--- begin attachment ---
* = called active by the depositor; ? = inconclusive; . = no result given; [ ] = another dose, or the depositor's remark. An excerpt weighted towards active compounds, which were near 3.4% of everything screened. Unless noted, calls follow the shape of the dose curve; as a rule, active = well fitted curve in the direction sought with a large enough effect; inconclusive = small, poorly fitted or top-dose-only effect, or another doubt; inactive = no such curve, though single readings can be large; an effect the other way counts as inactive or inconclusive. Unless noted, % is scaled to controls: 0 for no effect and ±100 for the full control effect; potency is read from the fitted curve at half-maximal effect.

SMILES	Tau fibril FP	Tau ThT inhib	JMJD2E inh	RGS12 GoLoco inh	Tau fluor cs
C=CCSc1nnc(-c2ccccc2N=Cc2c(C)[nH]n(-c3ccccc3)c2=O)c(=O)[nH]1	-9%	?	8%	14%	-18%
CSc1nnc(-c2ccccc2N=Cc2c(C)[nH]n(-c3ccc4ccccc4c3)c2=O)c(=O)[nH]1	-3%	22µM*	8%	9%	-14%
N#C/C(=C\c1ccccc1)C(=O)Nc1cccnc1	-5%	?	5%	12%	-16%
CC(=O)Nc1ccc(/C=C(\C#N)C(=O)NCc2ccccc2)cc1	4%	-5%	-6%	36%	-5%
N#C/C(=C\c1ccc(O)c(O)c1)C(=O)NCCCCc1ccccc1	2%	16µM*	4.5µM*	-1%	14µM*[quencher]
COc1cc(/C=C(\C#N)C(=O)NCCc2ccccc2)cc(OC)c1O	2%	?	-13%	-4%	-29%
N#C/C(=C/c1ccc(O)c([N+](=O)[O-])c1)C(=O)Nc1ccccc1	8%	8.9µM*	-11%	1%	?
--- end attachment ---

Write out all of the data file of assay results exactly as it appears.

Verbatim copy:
* = called active by the depositor; ? = inconclusive; . = no result given; [ ] = another dose, or the depositor's remark. An excerpt weighted towards active compounds, which were near 3.4% of everything screened. Unless noted, calls follow the shape of the dose curve; as a rule, active = well fitted curve in the direction sought with a large enough effect; inconclusive = small, poorly fitted or top-dose-only effect, or another doubt; inactive = no such curve, though single readings can be large; an effect the other way counts as inactive or inconclusive. Unless noted, % is scaled to controls: 0 for no effect and ±100 for the full control effect; potency is read from the fitted curve at half-maximal effect.

SMILES	Tau fibril FP	Tau ThT inhib	JMJD2E inh	RGS12 GoLoco inh	Tau fluor cs
C=CCSc1nnc(-c2ccccc2N=Cc2c(C)[nH]n(-c3ccccc3)c2=O)c(=O)[nH]1	-9%	?	8%	14%	-18%
CSc1nnc(-c2ccccc2N=Cc2c(C)[nH]n(-c3ccc4ccccc4c3)c2=O)c(=O)[nH]1	-3%	22µM*	8%	9%	-14%
N#C/C(=C\c1ccccc1)C(=O)Nc1cccnc1	-5%	?	5%	12%	-16%
CC(=O)Nc1ccc(/C=C(\C#N)C(=O)NCc2ccccc2)cc1	4%	-5%	-6%	36%	-5%
N#C/C(=C\c1ccc(O)c(O)c1)C(=O)NCCCCc1ccccc1	2%	16µM*	4.5µM*	-1%	14µM*[quencher]
COc1cc(/C=C(\C#N)C(=O)NCCc2ccccc2)cc(OC)c1O	2%	?	-13%	-4%	-29%
N#C/C(=C/c1ccc(O)c([N+](=O)[O-])c1)C(=O)Nc1ccccc1	8%	8.9µM*	-11%	1%	?